Black ice is tricky. It hides in shade and shadows, causing spin-outs before drivers know what hit them. Accuweather.com came up with a helpful guide on how to spot black ice and how to avoid crashing when you find it.

Black ice forms when rain hits freezing cold pavement. If sleet or freezing rain is in the forecast, be extra careful on the road. If there's been significant snow melt during the day, black ice can form at night when temperatures drop. Dry pavement with shiny patches are sure signs of black ice.

Avoid shady areas where ice may not have yet thawed. Roads running under overpasses and bridges are also susceptible to black-ice formation, since the sun can't evaporate water as efficiently.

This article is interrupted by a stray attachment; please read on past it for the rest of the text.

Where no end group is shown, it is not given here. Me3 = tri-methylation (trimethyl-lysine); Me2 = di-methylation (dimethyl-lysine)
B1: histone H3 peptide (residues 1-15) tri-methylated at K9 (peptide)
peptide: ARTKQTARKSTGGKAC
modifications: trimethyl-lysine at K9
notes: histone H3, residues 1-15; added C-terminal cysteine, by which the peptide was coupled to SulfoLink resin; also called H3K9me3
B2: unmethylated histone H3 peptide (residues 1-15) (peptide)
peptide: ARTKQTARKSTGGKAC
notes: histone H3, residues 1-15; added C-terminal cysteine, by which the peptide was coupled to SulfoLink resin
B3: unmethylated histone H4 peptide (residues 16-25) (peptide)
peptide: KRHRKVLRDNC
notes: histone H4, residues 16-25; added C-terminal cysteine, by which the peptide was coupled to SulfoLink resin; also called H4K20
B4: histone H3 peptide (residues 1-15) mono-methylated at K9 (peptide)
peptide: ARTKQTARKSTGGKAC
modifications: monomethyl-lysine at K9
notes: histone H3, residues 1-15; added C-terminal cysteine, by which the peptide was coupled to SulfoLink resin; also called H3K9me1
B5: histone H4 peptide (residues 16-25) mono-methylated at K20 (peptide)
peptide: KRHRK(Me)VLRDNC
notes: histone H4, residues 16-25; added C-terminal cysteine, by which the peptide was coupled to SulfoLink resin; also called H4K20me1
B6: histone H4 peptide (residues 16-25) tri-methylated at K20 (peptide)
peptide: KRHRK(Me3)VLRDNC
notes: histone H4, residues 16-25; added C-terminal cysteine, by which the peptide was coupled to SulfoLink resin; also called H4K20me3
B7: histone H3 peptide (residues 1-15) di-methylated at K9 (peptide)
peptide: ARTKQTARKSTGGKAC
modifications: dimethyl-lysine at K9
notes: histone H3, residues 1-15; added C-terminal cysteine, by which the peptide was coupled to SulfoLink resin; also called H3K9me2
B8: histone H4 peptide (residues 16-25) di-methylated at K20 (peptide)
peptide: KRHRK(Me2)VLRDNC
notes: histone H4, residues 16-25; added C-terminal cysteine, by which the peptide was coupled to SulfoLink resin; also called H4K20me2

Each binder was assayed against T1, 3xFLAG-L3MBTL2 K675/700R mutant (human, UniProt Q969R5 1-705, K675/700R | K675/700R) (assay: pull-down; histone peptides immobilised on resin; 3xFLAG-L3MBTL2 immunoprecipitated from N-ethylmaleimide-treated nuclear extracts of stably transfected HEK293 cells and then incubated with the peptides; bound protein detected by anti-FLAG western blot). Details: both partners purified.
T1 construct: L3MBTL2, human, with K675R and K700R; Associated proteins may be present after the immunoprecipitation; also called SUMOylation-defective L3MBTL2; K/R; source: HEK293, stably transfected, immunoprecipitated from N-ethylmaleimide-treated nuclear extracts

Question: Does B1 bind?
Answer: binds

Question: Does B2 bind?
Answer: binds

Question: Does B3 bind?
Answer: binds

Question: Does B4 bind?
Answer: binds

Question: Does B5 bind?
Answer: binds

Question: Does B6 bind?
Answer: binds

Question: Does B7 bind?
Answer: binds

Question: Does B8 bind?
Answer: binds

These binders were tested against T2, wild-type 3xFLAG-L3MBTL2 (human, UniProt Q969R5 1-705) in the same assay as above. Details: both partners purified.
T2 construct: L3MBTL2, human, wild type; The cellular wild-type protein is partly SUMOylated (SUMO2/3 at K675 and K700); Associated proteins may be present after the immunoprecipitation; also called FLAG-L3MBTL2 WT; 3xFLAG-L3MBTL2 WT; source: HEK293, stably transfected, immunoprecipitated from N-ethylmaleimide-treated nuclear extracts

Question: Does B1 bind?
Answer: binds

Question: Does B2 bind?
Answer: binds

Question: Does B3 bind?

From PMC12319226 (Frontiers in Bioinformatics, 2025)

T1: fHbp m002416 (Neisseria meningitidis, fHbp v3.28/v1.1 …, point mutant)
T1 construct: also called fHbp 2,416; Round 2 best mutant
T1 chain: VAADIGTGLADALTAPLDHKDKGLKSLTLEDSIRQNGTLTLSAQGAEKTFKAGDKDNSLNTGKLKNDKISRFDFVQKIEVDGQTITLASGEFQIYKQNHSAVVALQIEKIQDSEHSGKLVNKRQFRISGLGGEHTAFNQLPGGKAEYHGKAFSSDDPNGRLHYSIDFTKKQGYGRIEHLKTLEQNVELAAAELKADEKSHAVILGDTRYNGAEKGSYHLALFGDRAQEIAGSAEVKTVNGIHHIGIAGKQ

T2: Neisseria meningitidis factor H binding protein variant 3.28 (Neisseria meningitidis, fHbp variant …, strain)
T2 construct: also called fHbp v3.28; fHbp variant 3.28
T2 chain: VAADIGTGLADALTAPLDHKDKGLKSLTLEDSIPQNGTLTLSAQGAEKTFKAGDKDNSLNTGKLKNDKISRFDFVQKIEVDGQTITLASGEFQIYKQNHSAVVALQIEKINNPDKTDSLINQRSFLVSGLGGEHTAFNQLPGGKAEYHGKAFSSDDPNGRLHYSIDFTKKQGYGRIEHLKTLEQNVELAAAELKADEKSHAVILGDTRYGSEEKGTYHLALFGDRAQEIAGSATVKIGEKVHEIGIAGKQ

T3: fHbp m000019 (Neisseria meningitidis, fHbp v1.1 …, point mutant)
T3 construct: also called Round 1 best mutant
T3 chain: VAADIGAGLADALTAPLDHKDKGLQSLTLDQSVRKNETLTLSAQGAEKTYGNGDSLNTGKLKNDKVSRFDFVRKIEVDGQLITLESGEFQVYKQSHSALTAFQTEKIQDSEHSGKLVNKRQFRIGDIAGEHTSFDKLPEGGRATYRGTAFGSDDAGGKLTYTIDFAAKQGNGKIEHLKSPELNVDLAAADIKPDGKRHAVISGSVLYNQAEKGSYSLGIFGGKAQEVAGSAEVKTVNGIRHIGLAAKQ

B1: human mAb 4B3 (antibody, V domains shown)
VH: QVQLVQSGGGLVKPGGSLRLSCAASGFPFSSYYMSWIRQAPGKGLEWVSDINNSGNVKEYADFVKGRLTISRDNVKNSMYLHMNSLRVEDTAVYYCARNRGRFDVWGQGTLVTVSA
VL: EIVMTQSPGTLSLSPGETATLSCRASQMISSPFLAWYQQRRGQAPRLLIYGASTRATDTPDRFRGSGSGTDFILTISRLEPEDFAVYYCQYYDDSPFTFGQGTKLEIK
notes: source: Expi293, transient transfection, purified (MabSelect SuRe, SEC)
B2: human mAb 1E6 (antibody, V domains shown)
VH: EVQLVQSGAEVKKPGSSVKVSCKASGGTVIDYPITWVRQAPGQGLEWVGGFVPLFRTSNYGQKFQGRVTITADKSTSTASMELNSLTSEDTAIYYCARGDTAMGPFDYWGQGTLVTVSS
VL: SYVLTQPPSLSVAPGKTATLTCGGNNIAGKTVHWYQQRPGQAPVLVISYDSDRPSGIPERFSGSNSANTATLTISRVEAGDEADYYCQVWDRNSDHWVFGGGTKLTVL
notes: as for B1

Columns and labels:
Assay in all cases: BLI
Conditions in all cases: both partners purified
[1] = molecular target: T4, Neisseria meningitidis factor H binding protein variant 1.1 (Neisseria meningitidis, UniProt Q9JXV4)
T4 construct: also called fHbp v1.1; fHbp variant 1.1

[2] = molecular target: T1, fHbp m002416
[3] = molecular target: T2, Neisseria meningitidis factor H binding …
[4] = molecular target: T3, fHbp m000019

What should you do when you hit black ice? First step is to stay calm. Don't oversteer or brake hard. Pump brakes and uses small corrections to keep from losing control. Avoid using cruise control when conditions may be icy, since cruise control can actually accelerate your car when the tires lose traction. Drive smoothly and slowly when the weather is bad, and if ice is particularly prevalent, skip going out altogether and stay home.


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